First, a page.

During the conference, Saudi minister of economy and planning Muhammad Al-Jasser identified four key challenges facing Saudi Arabia’s efforts to increase productivity: the multiple constituent components of the job market; the diversity of the economic base; attracting international medium-sized enterprises, particularly from developing countries; and limiting subsidies, particularly fuel subsidies, to people who genuinely require them.
Jasser acknowledged that the subsidy program is an important challenge for the kingdom, particularly due to the high cost of subsidies on the Saudi economy. He added that Saudi Arabia is attempting to address this issue in a prudent, balanced and cautious manner, including via the development of the public transport system.
Finance Minister Dr. Ibrahim Al-Assaf stressed that the financial, economic and monetary stability Saudi Arabia is experiencing is due the policy of development that the kingdom has actively pursued over the past years. He stressed that these policies have enabled the national economy to achieve a growth rate of approximately 7% over the past year, thanks to the effective performance of the private sector.
He noted that the Fitch Ratings Agency has recently affirmed Saudi Arabia’s sovereign rating of AA–, stressing that the kingdom will continue to strengthen growth and development.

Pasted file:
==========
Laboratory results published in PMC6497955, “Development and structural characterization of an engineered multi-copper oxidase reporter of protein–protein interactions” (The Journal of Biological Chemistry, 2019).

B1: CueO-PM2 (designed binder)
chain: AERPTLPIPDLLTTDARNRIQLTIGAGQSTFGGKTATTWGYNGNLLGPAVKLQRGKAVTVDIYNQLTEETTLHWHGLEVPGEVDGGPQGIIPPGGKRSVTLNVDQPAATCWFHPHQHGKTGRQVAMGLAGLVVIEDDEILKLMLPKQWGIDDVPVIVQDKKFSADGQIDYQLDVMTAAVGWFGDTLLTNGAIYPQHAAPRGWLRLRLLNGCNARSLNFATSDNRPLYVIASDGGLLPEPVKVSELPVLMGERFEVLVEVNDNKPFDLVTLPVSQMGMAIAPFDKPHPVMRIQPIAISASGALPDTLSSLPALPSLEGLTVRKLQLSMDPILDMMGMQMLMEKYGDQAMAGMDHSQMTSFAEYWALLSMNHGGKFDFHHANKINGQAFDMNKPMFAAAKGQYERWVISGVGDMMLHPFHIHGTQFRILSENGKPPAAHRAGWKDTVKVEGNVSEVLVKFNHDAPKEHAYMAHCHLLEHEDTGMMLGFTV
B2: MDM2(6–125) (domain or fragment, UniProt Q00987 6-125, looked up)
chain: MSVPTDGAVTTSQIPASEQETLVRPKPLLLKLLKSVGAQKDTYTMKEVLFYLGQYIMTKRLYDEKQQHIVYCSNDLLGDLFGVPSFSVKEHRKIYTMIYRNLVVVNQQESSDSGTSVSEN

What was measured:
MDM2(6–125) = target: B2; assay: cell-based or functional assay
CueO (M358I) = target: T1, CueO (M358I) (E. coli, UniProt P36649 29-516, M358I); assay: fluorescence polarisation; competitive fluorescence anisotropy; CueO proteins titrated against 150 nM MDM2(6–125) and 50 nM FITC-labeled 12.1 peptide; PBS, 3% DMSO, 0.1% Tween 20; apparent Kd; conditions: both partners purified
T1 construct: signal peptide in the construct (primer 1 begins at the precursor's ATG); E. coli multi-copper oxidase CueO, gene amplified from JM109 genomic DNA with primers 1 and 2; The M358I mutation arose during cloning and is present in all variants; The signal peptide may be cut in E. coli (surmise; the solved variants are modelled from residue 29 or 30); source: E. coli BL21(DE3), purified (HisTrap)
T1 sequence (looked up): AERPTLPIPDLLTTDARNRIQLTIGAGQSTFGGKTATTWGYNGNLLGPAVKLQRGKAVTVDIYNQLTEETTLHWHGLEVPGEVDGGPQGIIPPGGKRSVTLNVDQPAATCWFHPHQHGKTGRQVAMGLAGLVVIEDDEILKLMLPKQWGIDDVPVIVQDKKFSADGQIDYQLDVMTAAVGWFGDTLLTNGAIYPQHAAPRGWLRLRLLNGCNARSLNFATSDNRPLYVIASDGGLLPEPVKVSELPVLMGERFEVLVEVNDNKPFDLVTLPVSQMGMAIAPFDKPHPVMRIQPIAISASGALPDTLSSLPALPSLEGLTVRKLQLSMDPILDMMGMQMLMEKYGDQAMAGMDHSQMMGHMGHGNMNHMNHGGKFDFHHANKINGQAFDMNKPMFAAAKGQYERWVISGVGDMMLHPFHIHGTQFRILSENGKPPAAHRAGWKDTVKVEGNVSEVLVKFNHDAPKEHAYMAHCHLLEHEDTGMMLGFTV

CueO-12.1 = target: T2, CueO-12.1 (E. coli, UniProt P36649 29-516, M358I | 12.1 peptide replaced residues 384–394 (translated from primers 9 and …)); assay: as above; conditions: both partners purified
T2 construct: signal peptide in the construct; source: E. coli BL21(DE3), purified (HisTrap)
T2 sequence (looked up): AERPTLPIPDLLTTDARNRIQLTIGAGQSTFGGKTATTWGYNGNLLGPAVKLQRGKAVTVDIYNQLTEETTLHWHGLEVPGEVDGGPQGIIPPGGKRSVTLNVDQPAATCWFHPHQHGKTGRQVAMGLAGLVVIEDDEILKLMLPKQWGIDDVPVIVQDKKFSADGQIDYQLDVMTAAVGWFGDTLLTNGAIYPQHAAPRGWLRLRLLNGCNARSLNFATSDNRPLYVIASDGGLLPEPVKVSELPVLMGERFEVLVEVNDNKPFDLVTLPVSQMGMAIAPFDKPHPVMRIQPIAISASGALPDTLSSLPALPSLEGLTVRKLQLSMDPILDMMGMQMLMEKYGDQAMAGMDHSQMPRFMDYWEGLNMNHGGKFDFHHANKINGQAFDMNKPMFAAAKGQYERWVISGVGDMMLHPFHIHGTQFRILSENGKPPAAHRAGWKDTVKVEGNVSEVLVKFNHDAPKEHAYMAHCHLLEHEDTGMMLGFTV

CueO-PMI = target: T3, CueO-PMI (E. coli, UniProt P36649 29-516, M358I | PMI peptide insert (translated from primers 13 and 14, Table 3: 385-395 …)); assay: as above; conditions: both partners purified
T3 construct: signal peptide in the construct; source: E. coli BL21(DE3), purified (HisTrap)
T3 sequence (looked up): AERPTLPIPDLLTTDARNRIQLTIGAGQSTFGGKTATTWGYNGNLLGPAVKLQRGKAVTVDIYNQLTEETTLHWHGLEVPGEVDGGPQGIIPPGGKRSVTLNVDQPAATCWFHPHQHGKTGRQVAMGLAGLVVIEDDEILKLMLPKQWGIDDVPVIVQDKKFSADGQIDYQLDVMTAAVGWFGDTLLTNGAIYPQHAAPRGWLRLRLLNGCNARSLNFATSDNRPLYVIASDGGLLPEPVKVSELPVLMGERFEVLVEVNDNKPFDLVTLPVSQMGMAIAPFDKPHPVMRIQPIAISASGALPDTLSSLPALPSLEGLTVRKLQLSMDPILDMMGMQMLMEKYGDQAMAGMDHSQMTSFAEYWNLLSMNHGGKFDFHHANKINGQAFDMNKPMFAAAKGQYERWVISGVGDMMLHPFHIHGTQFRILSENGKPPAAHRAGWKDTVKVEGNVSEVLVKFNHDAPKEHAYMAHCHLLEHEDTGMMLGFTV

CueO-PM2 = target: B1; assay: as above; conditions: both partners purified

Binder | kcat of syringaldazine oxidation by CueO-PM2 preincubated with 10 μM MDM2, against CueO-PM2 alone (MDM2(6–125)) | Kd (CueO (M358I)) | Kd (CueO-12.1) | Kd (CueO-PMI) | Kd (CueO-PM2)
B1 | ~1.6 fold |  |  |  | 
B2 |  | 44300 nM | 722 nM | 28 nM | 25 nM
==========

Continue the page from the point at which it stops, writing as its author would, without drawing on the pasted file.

Fitch Ratings had earlier said that Saudi Arabia could see an upgrade in coming months because of progress in handling social stressors and strengthened budget buffers. Fitch also revised Saudi Arabia’s outlook from stable to positive.
Addressing the conference, Housing Minister Dr. Shwaish Al-Duwaihi revealed that Saudi Arabia’s Real Estate Development Fund has provided 800,000 interest-free loans worth a total of SAR 224 billion.
He also noted that the housing minister recently signed an infrastructure project in Riyadh, which will see the construction of nearly 7,000 housing units.
Secretary-general of the Gulf Cooperation Council (GCC), Abdullatif Al-Zayani, was also in attendance at the conference. He asserted that the GCC is working to achieve the following four strategic goals: defending GCC member states from all political, security and economic threats, supporting and increasing economic growth, achieving high levels of human development, and ensuring that GCC member states address and recover from all crises and risks.